/Mobocracy or Democracy : The Supreme Court Judgement and a Grim Reminder of Harsh Reality.

Mobocracy or Democracy : The Supreme Court Judgement and a Grim Reminder of Harsh Reality.

Related image

The country is in turmoil, facing a unique challenge in the name of vigilantism. More than 20 people have been lynched or beaten to death in last two months by mobs across the country acting as vigilantes protecting children from abductors and cows from smugglers. The mob takes the role of the police, the judge and the executioner that locates the target, finds him/her guilty and sentences it to death immediately.

It took a Supreme Court judgment to state the obvious to our democratically elected government that it is their duty to ensure the safety of the citizens, to make laws, curb the crimes, arrest the criminals and protect the innocents. In a writ petition filed by Congress leader Tehseen Poonawalla and Mahatama Gandhi’s great grandson Tushar Gandhi, the Supreme Court said that in times of chaos and anarchy, the State has to act positively and responsibly to safeguard and secure the constitution promises to its citizens.

What it all boils down to is the lackadaisical attitude of the Government of India for not performing its duty of cracking down on lynch mobs and protecting the innocents. This is what the Supreme Court  bench comprising CJI Dipak Misra, Justice A.M. Khanwilkar and Justice D.Y. Chandrachud told the Government when it stated that the horrendous acts of mobocracy cannot be permitted to inundate the law of the land. Earnest action and concrete steps have to be taken to protect the citizens from the recurrent pattern of violence which cannot be allowed to become “the new normal”.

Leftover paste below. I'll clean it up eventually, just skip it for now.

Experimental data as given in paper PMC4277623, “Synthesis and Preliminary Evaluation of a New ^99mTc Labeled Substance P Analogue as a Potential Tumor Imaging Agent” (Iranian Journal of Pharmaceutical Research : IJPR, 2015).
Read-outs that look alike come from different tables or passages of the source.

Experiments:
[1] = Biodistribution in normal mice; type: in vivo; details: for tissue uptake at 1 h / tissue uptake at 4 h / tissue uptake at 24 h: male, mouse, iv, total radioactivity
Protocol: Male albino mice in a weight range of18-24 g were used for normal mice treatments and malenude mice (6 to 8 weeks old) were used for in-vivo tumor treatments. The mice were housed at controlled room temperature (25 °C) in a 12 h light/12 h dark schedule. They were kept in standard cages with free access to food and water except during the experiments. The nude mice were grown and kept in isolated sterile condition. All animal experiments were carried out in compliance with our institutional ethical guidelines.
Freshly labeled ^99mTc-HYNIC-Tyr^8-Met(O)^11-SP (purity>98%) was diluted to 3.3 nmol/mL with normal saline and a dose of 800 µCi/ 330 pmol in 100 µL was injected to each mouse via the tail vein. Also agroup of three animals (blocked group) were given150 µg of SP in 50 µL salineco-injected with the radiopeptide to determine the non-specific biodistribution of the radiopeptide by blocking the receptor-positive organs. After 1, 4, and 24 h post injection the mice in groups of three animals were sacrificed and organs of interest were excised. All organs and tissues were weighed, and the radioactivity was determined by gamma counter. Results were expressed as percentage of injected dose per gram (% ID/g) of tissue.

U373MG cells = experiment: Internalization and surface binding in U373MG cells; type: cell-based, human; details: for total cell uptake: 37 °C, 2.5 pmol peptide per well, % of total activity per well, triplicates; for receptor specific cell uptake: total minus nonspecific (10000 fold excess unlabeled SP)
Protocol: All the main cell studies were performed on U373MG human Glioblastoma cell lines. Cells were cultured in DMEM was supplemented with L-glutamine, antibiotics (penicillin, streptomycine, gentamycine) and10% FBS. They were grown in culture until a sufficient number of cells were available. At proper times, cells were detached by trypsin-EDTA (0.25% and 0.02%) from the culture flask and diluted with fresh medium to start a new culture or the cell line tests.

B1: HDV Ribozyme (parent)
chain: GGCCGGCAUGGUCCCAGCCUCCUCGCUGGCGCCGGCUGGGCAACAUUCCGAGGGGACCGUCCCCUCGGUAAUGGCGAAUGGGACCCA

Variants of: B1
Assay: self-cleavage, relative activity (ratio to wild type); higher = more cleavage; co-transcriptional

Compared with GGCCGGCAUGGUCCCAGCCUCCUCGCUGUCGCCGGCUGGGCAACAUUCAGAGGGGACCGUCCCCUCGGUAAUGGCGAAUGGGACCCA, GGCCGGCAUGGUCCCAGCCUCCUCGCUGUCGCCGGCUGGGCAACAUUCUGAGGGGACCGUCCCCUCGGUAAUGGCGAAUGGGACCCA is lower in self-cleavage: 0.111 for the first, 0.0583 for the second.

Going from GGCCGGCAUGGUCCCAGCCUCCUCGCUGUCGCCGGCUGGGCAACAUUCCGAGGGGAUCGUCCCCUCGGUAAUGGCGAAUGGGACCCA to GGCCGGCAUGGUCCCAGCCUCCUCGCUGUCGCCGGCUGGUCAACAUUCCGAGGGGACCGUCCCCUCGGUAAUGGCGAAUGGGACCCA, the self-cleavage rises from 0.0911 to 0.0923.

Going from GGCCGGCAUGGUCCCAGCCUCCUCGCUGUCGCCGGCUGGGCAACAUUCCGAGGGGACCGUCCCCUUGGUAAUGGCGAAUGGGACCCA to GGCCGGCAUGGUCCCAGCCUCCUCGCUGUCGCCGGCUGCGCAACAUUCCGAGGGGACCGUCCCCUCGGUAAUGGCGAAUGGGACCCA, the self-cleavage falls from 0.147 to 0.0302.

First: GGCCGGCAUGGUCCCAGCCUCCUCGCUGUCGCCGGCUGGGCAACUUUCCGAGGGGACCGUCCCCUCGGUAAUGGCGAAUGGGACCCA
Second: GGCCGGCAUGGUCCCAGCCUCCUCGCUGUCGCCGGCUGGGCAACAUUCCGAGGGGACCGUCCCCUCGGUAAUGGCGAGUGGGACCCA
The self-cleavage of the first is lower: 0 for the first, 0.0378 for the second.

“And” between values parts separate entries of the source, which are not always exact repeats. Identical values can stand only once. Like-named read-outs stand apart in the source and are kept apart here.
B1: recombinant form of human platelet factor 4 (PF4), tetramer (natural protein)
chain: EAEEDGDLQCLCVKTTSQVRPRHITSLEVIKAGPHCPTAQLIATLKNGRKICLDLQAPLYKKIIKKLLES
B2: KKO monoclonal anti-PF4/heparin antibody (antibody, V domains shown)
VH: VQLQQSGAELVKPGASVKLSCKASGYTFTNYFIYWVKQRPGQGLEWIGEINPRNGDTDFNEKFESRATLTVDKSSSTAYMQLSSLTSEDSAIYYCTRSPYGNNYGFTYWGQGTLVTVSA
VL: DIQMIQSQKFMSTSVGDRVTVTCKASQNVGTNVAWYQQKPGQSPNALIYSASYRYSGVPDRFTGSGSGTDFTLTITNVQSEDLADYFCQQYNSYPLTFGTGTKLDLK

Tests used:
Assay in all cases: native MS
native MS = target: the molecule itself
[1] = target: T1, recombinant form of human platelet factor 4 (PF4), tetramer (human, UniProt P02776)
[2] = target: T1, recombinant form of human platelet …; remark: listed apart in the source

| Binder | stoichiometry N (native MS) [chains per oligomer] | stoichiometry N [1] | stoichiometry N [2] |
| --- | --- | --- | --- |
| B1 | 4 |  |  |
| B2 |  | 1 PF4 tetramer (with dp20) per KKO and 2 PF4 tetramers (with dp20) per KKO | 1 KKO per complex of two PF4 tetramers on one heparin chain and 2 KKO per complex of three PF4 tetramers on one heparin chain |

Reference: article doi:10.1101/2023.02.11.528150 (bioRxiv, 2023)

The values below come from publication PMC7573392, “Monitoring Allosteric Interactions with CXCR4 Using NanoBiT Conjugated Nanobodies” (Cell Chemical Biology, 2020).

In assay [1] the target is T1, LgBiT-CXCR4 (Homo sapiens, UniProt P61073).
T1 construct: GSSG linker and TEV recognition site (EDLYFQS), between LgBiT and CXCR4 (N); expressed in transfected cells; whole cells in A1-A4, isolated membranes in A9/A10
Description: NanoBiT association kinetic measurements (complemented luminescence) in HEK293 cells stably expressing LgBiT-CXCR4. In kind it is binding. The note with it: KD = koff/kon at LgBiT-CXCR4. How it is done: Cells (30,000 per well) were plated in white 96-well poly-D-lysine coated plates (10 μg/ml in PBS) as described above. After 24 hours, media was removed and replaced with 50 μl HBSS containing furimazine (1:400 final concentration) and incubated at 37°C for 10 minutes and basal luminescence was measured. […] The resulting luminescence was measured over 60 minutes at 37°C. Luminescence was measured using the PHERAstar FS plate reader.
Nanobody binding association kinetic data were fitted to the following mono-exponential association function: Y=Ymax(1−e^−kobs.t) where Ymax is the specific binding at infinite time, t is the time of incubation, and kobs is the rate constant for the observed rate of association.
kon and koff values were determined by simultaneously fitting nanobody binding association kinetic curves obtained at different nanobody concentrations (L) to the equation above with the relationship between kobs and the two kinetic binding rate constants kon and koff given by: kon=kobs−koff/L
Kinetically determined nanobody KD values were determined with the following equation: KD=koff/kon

There is no specific law in the Indian Penal Code for mob violence. Nor there is any law that punishes the officers of law who become mute spectators to the mob justice. On the top of all this, we have our “democratically elected representative of people” Union Minister Jayant Sinha garlanding the convicts of mob lynching calling it “honouring the process of law”.

Whom Jayant Sinha garlanded are not under trials, whose guilt is under suspicion but those who have been found guilty and sentenced to life imprisonment through a full-fledged trial by the court of law. What is more frightening is that the garlanding of the convicts does not come as shock to many for they have seen such acts by the executive and legislative in the past. They have seen lynch accused draped in tricolour. They have seen Union Ministers attending their funerals. They have seen police being mute spectators to acts of mob justice.

All this sends out a subtle message that the perpetrators have the license to kill. The mob dares to defy the law, for they are backed by majority sentiment that legitimizes the use of violence to eliminate what is impure or incorrect in their subjective notions.

The Supreme Court came out strongly on the government for its inaction but in the battle between the rule of law and subjective belief system, when elected representatives openly bats for the former with tacit encouragement, any directives by the judiciary however strong worded and well-intentioned, cannot remedy the situation much.